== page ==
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An election about…
Gimme, Gimme and hurt feelings

TORONTO – I respect anyone who puts her/his name on a ballot for election. It is rarely a soft exercise; most often it is at best “rough and tumble”. Our democratic institutions need people prepared to take the hits on our behalf. Democracy is not a process for the feint of heart or for those easily offended.

One should still prefer to see an element of courtesy in the “rough and tumble” of politic. After the “trash-talking” and fighting is done, the victor(s) will still have to demonstrate statesmanship.

Some members of the Press have taken a “sucky-pooh” attitude to crowd engagement on the election campaign trail. They have probably not been out to a sporting event. Life is not like a social media where one can employ the self-satisfying tactic of “blocking” anyone whose “tone” you may find unpleasant.

We/I prefer to cover the debate on the issues. Now, with 40% of the campaign over, style and substance have merged sufficiently so that they no longer cloud the main questions: why are we here and where do we go from this point?

None of the Parties can beg to have been taken by surprise. They have been preparing for months for this election. Unlike us in the “everyday world”, this is what they do for a living. As the saying goes, to whom much is given, much is expected – with privilege comes responsibility.

Unfortunately for the Prime Minister, because he wields the sceptre of power, he bears the heaviest burden. The leaders of the Opposition are only slightly less accountable. Their duty to us? Offer a cogent, practicable alternative. Anything else is smoke and mirrors, hocus-pocus and slight of hand.

Take for instance the declarations of secondary actors in this federal election campaign. The “demands” of Provincial Premiers (more money and fewer conditions imposed on how they spend it), of Mayors (give us the money and circumvent the provincial governments) or even the Leaders of the Parliamentary Opposition (we promise more money to unions, professional bodies, or anyone “who is left out”) have had the effect of turning us all into mendicants.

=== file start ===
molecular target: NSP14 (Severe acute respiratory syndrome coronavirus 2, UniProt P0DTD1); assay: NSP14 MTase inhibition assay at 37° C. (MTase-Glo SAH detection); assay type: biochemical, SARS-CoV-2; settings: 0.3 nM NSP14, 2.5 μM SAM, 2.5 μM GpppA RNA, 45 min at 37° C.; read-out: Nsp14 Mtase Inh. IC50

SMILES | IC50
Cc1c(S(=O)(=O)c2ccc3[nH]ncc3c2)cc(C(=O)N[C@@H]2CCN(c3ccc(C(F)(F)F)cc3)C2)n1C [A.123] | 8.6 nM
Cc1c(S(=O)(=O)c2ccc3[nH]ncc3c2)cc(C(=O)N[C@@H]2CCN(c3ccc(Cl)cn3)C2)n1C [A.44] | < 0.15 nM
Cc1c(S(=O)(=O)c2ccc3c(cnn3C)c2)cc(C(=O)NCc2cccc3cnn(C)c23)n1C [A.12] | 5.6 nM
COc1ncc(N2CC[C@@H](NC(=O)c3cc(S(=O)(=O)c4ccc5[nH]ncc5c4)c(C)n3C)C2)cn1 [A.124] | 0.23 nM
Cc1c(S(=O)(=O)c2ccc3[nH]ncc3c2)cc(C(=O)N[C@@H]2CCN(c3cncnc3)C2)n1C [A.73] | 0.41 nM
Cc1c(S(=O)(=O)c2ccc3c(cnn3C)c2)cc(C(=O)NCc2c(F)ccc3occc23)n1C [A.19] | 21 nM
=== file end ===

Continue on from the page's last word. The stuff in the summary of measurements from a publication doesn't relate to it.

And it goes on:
Yet, on the eve of return to school – maybe – and on the threshold of a national debate (the “golden goal” moment in politics), collectively, we have yet to fashion a plan to safeguard the health and security of our children. We have not elaborated a strategy to have the economy re-open and flourish. Likewise with respect to international partnerships and how these might help develop a better future for our children and grandchildren.

No, we are too easily distracted by noisy boors who feel the need to shout profanities and obscenities that we run for cover. Why? Our democratic institutions should not be that fragile. Besides, the Prime Minister travels with a ten-car escort whose riders – some of the tallest specimens in captivity – emerge at the slightest provocation to seal him from potential physical danger.

On Saturday, a televised Premier League soccer match between Chelsea and Liverpool, was the epitome of manners and health concerns by contestants and spectators alike. It was a sell-out crowd, respectful of the dangers of the Covid-19 Delta variant sweeping the nation. Everyone in the stands was wearing a mask, watched in decorous silence while players dutifully observed social distancing in pursuit of the orb on the field, apologizing and covering their mouths whenever a member from the opposing side came near.

Sorry, I must have been watching the wrong game.

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